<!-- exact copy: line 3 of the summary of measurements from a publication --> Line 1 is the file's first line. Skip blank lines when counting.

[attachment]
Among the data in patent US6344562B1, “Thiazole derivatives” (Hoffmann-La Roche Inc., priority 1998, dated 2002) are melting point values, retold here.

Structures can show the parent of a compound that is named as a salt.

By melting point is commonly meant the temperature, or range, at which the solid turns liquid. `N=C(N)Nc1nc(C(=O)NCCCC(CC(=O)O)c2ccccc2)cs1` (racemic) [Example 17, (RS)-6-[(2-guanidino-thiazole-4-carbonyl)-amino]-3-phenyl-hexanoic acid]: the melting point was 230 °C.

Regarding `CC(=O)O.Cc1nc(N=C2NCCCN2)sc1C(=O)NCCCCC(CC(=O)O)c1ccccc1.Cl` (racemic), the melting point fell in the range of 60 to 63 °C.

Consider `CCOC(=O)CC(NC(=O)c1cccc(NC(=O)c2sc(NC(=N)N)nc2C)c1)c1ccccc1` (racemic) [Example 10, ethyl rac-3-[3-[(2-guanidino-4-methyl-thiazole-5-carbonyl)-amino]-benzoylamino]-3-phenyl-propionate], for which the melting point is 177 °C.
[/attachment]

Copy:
By melting point is commonly meant the temperature, or range, at which the solid turns liquid. `N=C(N)Nc1nc(C(=O)NCCCC(CC(=O)O)c2ccccc2)cs1` (racemic) [Example 17, (RS)-6-[(2-guanidino-thiazole-4-carbonyl)-amino]-3-phenyl-hexanoic acid]: the melting point was 230 °C.